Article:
Evanston, Northwestern representatives talk Dillo Day app, new initiatives at Community Conversations event


Nathan Richards/Daily Senior Staffer

Tori Zuzelo, university relations chair for Mayfest, explained several updates about Dillo Day during a Community Conversations event. Mayfest representatives announced the launch of a smartphone application for Dillo Day at the conversation Tuesday night alongside representatives from the Northwestern and Evanston communities.

Paige Leskin, Assistant City Editor

Mayfest representatives announced the launch of a smartphone application for Dillo Day at a dialogue on Tuesday night with representatives from the Northwestern and Evanston communities.

The application will provide users with a detailed timeline of the events of Dillo Day, as well as the music lineup and a shuttle schedule, Mayfest co-chair Patrick Leonard said.

“That is going to be for us a really useful tool to make sure that we’re communicating with everyone in the community that day of,” said Leonard, a McCormick senior. “We’re just making sure that it’s a centralized source of information for anybody that is either an Evanston resident or a guest of somebody.”

The announcement came at a Community Conversations event, hosted in Fall and Spring Quarters with the goal of connecting off-campus students and their neighbors through a discussion about city issues. Attendees included Evanston and NU policemen, aldermen, representatives of Associated Student Government and Mayfest and University staff, who talked about plans for Dillo Day and the end of the academic year.

Leonard said he hoped the smartphone app and other changes will allow the music festival to run more safely and smoothly. Mayfest staff will also be able to send out notifications through the app to provide people with updates in the event of inclement weather, he said.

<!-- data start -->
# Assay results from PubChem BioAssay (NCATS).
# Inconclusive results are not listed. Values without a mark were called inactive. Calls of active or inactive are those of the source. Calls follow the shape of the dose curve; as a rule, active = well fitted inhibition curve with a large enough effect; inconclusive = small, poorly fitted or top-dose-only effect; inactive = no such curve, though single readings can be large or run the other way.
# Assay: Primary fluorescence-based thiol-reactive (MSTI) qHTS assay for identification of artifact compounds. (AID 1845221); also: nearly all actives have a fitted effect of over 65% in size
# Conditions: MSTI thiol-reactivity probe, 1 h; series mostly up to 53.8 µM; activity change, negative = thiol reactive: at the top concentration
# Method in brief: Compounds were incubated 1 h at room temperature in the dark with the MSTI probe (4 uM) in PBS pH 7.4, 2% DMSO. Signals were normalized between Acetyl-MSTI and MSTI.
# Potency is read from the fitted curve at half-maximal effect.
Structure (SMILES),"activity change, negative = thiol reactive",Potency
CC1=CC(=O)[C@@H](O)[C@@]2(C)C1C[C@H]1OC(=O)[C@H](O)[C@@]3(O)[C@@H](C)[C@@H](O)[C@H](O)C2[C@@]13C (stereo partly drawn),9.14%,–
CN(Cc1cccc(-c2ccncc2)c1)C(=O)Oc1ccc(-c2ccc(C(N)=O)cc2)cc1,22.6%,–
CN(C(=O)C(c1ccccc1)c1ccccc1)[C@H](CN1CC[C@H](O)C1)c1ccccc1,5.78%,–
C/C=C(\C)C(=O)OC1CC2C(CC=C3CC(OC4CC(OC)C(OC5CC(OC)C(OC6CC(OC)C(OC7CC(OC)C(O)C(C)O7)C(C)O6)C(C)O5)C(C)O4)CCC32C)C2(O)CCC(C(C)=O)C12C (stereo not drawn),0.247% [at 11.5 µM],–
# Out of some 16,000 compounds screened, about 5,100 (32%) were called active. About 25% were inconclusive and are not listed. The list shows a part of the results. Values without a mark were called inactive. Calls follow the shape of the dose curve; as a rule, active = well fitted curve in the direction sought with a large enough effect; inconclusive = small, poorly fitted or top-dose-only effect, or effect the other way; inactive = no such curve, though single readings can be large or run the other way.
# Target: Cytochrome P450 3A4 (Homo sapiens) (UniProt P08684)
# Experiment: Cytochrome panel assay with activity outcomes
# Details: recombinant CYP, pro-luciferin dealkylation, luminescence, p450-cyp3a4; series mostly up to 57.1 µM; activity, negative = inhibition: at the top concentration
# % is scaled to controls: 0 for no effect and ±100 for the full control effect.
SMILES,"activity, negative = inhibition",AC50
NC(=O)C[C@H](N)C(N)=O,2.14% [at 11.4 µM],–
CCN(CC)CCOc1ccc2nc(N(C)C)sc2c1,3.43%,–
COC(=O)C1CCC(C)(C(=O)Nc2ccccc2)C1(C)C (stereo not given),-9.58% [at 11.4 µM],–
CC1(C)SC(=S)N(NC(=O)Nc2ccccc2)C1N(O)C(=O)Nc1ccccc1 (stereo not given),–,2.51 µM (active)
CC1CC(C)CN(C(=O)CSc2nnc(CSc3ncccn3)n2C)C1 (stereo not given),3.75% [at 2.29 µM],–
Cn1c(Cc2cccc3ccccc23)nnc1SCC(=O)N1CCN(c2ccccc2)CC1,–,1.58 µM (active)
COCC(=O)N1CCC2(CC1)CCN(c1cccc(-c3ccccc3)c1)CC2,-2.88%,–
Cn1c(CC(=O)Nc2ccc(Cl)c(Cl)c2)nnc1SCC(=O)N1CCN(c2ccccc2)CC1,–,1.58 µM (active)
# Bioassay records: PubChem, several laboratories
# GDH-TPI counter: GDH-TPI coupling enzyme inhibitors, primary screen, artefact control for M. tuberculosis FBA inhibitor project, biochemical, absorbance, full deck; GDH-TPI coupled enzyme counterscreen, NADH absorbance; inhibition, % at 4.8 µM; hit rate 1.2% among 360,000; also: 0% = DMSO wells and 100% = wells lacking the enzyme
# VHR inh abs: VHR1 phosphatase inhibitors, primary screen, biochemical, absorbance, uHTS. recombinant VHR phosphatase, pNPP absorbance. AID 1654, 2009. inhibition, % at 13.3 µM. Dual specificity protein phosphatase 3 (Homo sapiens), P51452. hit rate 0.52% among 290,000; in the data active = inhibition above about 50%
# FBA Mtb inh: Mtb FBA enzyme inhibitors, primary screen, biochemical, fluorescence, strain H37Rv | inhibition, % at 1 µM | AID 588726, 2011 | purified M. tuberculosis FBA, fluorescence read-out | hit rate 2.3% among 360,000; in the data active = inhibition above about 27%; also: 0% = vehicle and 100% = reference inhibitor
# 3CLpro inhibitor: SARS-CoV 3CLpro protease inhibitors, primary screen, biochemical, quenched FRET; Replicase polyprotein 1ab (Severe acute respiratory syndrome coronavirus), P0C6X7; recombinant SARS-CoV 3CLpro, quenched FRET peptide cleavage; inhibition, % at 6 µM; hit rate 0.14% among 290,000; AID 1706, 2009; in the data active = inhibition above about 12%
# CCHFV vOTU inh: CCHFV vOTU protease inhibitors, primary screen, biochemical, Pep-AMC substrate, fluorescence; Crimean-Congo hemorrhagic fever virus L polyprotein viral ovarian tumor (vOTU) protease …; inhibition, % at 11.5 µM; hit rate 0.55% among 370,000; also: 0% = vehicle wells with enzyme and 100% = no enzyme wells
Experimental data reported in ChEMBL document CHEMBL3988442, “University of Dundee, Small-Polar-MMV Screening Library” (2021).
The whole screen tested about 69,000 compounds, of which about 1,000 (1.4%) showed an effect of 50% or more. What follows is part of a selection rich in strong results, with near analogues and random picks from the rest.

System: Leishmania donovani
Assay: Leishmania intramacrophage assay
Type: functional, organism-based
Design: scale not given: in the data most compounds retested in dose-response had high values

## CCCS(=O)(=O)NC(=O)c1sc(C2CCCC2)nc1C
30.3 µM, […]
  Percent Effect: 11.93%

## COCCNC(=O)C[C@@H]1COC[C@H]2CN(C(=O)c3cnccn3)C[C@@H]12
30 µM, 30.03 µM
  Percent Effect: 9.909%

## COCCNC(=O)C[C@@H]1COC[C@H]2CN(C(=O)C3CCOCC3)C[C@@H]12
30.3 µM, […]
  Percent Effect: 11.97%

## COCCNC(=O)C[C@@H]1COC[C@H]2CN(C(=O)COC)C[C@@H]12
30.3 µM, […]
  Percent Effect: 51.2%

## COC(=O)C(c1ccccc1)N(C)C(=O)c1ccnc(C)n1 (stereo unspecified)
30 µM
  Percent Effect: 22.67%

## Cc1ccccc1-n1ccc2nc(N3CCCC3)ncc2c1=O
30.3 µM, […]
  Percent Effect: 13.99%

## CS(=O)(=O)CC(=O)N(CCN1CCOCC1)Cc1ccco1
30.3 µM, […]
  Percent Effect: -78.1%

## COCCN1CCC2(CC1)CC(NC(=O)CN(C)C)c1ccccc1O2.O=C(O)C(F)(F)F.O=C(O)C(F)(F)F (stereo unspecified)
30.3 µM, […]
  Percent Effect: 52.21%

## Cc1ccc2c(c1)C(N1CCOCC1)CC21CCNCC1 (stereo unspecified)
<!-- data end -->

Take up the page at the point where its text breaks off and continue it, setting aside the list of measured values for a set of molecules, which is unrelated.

“This year, we’re really focused on making sure we’re giving people as much information as we think they need, and that’s something that hasn’t necessarily been done in the past,” Leonard said. “I think that it’ll help spark a shift in sort of the way people interact and behave,” he said.

Among the modifications for Dillo Day are the revised wristband policies, which restrict attendees to those from the NU community, their personal guests and Evanston residents over the age of 19, unless accompanied by a chaperone.

(Mayfest revises wristband policies, limits festival access in new entrance policies)

Dean of Students Todd Adams discussed an initiative to have Dillo Day events run more continuously, with the goal of keeping students on the Lakefill as much as possible and not wandering through the city.

“We’re moving the activities closer into where the people are, the core of the venue … in an effort to really concentrate the programming that we’ve got throughout the day,” Leonard said. “There are a lot more opportunities for people to really experience the festival atmosphere.”

As part of centering events around the Lakefill, Mayfest leaders said the organization will continue to provide students access to Norris, smartphone charging stations and various food options, including a free breakfast before and after the music festival.

In addition to the second performance stage, introduced last year, Dillo Day will feature a new rotating main stage.

Representatives from both the Evanston and NU police departments shared their input on ensuring the health and safety of Dillo Day attendees. The app will feature a quick-touch button to call 911 in the case of emergency, Mayfest co-chair Xander Shepherd said.

Anthony Kirchmeier, director of off-campus life, said meetings between Evanston and NU community members are integral in keeping the relationship strong and getting past any problems that develop.

“We need some kind of forum to discuss these issues in a constructive way,” he said. “It’s good to have them in the same room offering different perspectives.”

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